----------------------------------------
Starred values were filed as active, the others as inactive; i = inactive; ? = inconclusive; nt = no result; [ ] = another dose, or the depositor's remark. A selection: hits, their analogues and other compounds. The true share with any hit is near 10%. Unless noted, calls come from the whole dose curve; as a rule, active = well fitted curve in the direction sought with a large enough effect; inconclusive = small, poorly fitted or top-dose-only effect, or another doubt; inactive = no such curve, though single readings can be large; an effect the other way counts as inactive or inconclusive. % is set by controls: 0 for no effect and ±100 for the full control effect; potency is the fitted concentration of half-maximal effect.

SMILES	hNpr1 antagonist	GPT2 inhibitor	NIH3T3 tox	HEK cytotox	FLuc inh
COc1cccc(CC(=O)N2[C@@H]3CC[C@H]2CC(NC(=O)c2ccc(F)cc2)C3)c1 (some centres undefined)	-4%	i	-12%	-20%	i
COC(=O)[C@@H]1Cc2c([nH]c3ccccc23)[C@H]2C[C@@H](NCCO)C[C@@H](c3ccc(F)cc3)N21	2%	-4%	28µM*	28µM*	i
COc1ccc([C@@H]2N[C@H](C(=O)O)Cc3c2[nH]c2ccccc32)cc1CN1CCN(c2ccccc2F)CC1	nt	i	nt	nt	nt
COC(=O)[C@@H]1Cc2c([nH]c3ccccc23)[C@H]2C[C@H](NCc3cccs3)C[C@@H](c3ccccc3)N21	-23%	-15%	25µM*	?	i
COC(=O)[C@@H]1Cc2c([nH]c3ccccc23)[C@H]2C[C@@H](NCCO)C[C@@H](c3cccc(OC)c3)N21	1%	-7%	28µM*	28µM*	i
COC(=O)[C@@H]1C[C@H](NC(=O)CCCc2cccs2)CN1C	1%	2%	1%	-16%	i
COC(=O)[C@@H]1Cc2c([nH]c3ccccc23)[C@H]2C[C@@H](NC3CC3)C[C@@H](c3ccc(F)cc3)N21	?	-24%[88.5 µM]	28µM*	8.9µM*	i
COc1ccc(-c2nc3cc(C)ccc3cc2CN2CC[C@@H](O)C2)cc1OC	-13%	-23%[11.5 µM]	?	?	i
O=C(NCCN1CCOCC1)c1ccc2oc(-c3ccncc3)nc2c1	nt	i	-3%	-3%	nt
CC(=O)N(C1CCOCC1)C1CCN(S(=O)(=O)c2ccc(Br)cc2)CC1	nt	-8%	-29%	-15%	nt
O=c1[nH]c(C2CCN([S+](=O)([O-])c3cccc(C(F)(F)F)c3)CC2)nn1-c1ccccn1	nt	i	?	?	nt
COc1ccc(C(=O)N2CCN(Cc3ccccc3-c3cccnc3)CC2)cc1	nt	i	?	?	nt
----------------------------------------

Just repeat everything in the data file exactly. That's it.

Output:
Starred values were filed as active, the others as inactive; i = inactive; ? = inconclusive; nt = no result; [ ] = another dose, or the depositor's remark. A selection: hits, their analogues and other compounds. The true share with any hit is near 10%. Unless noted, calls come from the whole dose curve; as a rule, active = well fitted curve in the direction sought with a large enough effect; inconclusive = small, poorly fitted or top-dose-only effect, or another doubt; inactive = no such curve, though single readings can be large; an effect the other way counts as inactive or inconclusive. % is set by controls: 0 for no effect and ±100 for the full control effect; potency is the fitted concentration of half-maximal effect.

SMILES	hNpr1 antagonist	GPT2 inhibitor	NIH3T3 tox	HEK cytotox	FLuc inh
COc1cccc(CC(=O)N2[C@@H]3CC[C@H]2CC(NC(=O)c2ccc(F)cc2)C3)c1 (some centres undefined)	-4%	i	-12%	-20%	i
COC(=O)[C@@H]1Cc2c([nH]c3ccccc23)[C@H]2C[C@@H](NCCO)C[C@@H](c3ccc(F)cc3)N21	2%	-4%	28µM*	28µM*	i
COc1ccc([C@@H]2N[C@H](C(=O)O)Cc3c2[nH]c2ccccc32)cc1CN1CCN(c2ccccc2F)CC1	nt	i	nt	nt	nt
COC(=O)[C@@H]1Cc2c([nH]c3ccccc23)[C@H]2C[C@H](NCc3cccs3)C[C@@H](c3ccccc3)N21	-23%	-15%	25µM*	?	i
COC(=O)[C@@H]1Cc2c([nH]c3ccccc23)[C@H]2C[C@@H](NCCO)C[C@@H](c3cccc(OC)c3)N21	1%	-7%	28µM*	28µM*	i
COC(=O)[C@@H]1C[C@H](NC(=O)CCCc2cccs2)CN1C	1%	2%	1%	-16%	i
COC(=O)[C@@H]1Cc2c([nH]c3ccccc23)[C@H]2C[C@@H](NC3CC3)C[C@@H](c3ccc(F)cc3)N21	?	-24%[88.5 µM]	28µM*	8.9µM*	i
COc1ccc(-c2nc3cc(C)ccc3cc2CN2CC[C@@H](O)C2)cc1OC	-13%	-23%[11.5 µM]	?	?	i
O=C(NCCN1CCOCC1)c1ccc2oc(-c3ccncc3)nc2c1	nt	i	-3%	-3%	nt
CC(=O)N(C1CCOCC1)C1CCN(S(=O)(=O)c2ccc(Br)cc2)CC1	nt	-8%	-29%	-15%	nt
O=c1[nH]c(C2CCN([S+](=O)([O-])c3cccc(C(F)(F)F)c3)CC2)nn1-c1ccccn1	nt	i	?	?	nt
COc1ccc(C(=O)N2CCN(Cc3ccccc3-c3cccnc3)CC2)cc1	nt	i	?	?	nt